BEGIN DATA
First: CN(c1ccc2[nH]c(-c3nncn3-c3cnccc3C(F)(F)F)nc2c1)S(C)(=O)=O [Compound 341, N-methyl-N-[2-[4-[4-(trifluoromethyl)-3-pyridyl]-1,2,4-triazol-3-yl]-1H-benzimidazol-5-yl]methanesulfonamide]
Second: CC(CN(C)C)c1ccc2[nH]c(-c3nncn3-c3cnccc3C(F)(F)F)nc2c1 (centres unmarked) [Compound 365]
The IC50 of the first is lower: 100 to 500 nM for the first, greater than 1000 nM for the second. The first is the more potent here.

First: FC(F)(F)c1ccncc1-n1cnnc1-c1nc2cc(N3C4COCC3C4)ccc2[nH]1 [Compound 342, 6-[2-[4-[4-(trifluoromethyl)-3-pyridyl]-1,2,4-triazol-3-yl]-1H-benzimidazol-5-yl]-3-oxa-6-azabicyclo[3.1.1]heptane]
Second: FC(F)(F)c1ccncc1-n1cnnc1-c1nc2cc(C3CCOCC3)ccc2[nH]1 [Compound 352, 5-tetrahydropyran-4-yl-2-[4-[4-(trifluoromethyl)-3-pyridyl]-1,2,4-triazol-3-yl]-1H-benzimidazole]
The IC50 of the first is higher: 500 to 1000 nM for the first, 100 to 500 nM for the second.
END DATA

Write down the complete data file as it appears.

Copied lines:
First: CN(c1ccc2[nH]c(-c3nncn3-c3cnccc3C(F)(F)F)nc2c1)S(C)(=O)=O [Compound 341, N-methyl-N-[2-[4-[4-(trifluoromethyl)-3-pyridyl]-1,2,4-triazol-3-yl]-1H-benzimidazol-5-yl]methanesulfonamide]
Second: CC(CN(C)C)c1ccc2[nH]c(-c3nncn3-c3cnccc3C(F)(F)F)nc2c1 (centres unmarked) [Compound 365]
The IC50 of the first is lower: 100 to 500 nM for the first, greater than 1000 nM for the second. The first is the more potent here.

First: FC(F)(F)c1ccncc1-n1cnnc1-c1nc2cc(N3C4COCC3C4)ccc2[nH]1 [Compound 342, 6-[2-[4-[4-(trifluoromethyl)-3-pyridyl]-1,2,4-triazol-3-yl]-1H-benzimidazol-5-yl]-3-oxa-6-azabicyclo[3.1.1]heptane]
Second: FC(F)(F)c1ccncc1-n1cnnc1-c1nc2cc(C3CCOCC3)ccc2[nH]1 [Compound 352, 5-tetrahydropyran-4-yl-2-[4-[4-(trifluoromethyl)-3-pyridyl]-1,2,4-triazol-3-yl]-1H-benzimidazole]
The IC50 of the first is higher: 500 to 1000 nM for the first, 100 to 500 nM for the second.